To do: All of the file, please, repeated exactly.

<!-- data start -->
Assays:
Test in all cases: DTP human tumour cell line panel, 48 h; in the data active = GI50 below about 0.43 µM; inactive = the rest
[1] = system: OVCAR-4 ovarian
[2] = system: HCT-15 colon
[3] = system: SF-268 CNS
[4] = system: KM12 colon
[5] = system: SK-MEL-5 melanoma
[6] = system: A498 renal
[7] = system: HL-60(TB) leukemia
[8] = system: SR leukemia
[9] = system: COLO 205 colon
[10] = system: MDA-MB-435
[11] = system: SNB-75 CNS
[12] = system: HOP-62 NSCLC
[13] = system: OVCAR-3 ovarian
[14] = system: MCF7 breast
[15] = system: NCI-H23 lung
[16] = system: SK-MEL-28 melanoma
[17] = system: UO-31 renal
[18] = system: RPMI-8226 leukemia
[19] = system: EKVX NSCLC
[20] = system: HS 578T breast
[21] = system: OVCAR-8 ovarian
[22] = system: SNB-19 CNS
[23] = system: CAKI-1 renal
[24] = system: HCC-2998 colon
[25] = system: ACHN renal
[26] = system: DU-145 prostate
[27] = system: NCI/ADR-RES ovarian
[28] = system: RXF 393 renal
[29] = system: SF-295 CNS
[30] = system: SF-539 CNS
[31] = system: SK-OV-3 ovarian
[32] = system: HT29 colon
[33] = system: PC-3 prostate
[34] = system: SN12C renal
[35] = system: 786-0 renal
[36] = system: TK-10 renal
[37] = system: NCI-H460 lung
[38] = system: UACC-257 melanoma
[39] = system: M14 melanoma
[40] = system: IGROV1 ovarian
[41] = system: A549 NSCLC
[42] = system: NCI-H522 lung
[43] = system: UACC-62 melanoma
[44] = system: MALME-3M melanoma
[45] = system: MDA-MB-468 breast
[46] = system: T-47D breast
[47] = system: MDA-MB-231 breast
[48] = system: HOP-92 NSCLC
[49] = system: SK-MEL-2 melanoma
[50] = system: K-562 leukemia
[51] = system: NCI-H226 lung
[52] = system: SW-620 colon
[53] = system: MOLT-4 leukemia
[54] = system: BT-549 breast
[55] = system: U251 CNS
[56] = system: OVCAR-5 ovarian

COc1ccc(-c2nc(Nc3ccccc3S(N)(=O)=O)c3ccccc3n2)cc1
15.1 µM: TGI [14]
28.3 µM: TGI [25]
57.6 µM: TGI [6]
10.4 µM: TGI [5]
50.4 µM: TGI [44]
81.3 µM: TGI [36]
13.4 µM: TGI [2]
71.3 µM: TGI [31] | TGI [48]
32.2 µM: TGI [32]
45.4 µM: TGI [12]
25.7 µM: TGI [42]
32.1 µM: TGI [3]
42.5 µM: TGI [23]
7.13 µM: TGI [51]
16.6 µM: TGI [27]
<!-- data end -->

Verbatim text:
Assays:
Test in all cases: DTP human tumour cell line panel, 48 h; in the data active = GI50 below about 0.43 µM; inactive = the rest
[1] = system: OVCAR-4 ovarian
[2] = system: HCT-15 colon
[3] = system: SF-268 CNS
[4] = system: KM12 colon
[5] = system: SK-MEL-5 melanoma
[6] = system: A498 renal
[7] = system: HL-60(TB) leukemia
[8] = system: SR leukemia
[9] = system: COLO 205 colon
[10] = system: MDA-MB-435
[11] = system: SNB-75 CNS
[12] = system: HOP-62 NSCLC
[13] = system: OVCAR-3 ovarian
[14] = system: MCF7 breast
[15] = system: NCI-H23 lung
[16] = system: SK-MEL-28 melanoma
[17] = system: UO-31 renal
[18] = system: RPMI-8226 leukemia
[19] = system: EKVX NSCLC
[20] = system: HS 578T breast
[21] = system: OVCAR-8 ovarian
[22] = system: SNB-19 CNS
[23] = system: CAKI-1 renal
[24] = system: HCC-2998 colon
[25] = system: ACHN renal
[26] = system: DU-145 prostate
[27] = system: NCI/ADR-RES ovarian
[28] = system: RXF 393 renal
[29] = system: SF-295 CNS
[30] = system: SF-539 CNS
[31] = system: SK-OV-3 ovarian
[32] = system: HT29 colon
[33] = system: PC-3 prostate
[34] = system: SN12C renal
[35] = system: 786-0 renal
[36] = system: TK-10 renal
[37] = system: NCI-H460 lung
[38] = system: UACC-257 melanoma
[39] = system: M14 melanoma
[40] = system: IGROV1 ovarian
[41] = system: A549 NSCLC
[42] = system: NCI-H522 lung
[43] = system: UACC-62 melanoma
[44] = system: MALME-3M melanoma
[45] = system: MDA-MB-468 breast
[46] = system: T-47D breast
[47] = system: MDA-MB-231 breast
[48] = system: HOP-92 NSCLC
[49] = system: SK-MEL-2 melanoma
[50] = system: K-562 leukemia
[51] = system: NCI-H226 lung
[52] = system: SW-620 colon
[53] = system: MOLT-4 leukemia
[54] = system: BT-549 breast
[55] = system: U251 CNS
[56] = system: OVCAR-5 ovarian

COc1ccc(-c2nc(Nc3ccccc3S(N)(=O)=O)c3ccccc3n2)cc1
15.1 µM: TGI [14]
28.3 µM: TGI [25]
57.6 µM: TGI [6]
10.4 µM: TGI [5]
50.4 µM: TGI [44]
81.3 µM: TGI [36]
13.4 µM: TGI [2]
71.3 µM: TGI [31] | TGI [48]
32.2 µM: TGI [32]
45.4 µM: TGI [12]
25.7 µM: TGI [42]
32.1 µM: TGI [3]
42.5 µM: TGI [23]
7.13 µM: TGI [51]
16.6 µM: TGI [27]